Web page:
How he feels about the movie finally coming out:
I can’t wait for people to see the movie. We’ve been baking this cake for a long time, and now it’s time to serve it.
On John Williams (and apparently having a strange life goal fulfilled):
Oh my God! First of all, forget his talent and his achievement. As a person, he’s the guy you want to know more than anyone. He is the sweetest soul I’ve ever met. He’s like this jazzman who became one of the greatest composers of all time. He literally calls you “baby”! Like, “Hey, baby.” He calls me “J.J. Baby.” I waited all my life to meet someone who would call me that!
On the passage of time in the Star Wars universe between Return of the Jedi and The Force Awakens:
You know the moment when you reconnect with someone after years apart? You see the lines on their face, you think, oh, they’ve lived 10 years! Or when you see someone has a scar they didn’t have—physical or emotional—you recognize it. It lets you know it’s not two minutes later. It was important that Han Solo be Han Solo but not feel like he’s playing a 30-year-old dude. When you’re 70, you will have lived a different set of experiences. That has to be apparent in who he is. Harrison was required to bring a level of complexity that a 30-year-old Han wouldn’t be required to have.
On his admiration for George Lucas and the original trilogy:
I cannot say enough about what George was able to do with that first movie, let alone the next ones. Forget how incredible it looked, forget the technology, forget the humor of it, the heart, the romance, the adventure—all the amazing moments that made us love it. Think about what he was able to stir up, the questions he was able to ask—exactly the right questions—the idea that he was able to create a world that clearly went so far beyond the boundaries of what we were seeing and hearing. This, to me, is one of the greatest things about Star Wars. Working on this new movie has been as much about trying to set up elements of what is beyond what you’re seeing as it has been about telling a story that will be satisfying in and of itself. But it can’t feel like a cop-out—like we’re just setting things up and not resolving them.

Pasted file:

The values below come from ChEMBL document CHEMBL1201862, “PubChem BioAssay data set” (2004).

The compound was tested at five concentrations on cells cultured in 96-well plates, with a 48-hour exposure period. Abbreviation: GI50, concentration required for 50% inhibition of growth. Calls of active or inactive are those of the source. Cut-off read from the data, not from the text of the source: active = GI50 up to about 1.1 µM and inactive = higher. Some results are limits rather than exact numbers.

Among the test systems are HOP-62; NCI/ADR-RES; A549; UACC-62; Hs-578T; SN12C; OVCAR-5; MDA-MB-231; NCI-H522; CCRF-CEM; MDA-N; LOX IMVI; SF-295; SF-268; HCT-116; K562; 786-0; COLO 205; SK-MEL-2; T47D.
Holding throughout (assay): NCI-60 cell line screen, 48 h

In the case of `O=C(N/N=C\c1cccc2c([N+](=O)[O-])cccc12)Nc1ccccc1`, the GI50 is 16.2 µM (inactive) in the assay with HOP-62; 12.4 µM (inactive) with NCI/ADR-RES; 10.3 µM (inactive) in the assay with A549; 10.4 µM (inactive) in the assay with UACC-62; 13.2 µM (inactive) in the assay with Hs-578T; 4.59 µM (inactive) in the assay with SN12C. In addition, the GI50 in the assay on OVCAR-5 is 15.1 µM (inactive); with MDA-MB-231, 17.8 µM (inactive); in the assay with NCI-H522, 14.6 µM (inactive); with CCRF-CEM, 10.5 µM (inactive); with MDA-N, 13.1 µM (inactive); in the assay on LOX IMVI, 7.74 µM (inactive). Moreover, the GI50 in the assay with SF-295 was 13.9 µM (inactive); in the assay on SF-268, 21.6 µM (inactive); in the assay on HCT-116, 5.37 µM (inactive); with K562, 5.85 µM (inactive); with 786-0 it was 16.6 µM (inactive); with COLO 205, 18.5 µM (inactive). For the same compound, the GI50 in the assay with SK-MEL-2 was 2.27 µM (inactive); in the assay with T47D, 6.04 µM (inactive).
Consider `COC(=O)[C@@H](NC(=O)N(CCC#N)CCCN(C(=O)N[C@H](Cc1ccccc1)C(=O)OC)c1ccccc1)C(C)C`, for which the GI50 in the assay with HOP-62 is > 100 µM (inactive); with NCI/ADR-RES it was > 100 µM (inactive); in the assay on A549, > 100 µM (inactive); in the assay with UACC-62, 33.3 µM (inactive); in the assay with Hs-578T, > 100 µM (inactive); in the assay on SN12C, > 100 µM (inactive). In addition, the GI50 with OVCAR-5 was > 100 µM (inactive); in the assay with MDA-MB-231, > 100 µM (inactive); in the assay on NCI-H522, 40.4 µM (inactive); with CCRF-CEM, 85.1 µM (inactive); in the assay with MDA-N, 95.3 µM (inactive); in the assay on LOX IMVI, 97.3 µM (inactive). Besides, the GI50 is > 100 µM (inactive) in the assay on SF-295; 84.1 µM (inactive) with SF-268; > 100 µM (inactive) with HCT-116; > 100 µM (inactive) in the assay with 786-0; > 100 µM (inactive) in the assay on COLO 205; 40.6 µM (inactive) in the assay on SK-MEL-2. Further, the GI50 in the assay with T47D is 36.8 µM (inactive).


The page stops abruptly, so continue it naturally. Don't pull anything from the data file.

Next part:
And finally, on trying to make a labour of love, rather than a cynical money-spinner:
“How do we make this movie delightful?” That was really the only requirement Larry and I imposed on each other: The movie needed to be delightful. It was not about explaining everything away, not about introducing a certain number of toys for a corporation, not about trying to appease anyone.
I didn’t want to enter into making a movie where we didn’t really own our story. I feel like I’ve done that a couple of times in my career. That’s not to say I’m not proud of my work, but the fact is I remember starting to shoot Super 8 and Star Trek Into Darkness and feeling like I hadn’t really solved some fundamental story problems.
Well whaddya know, The Abrams is self-aware!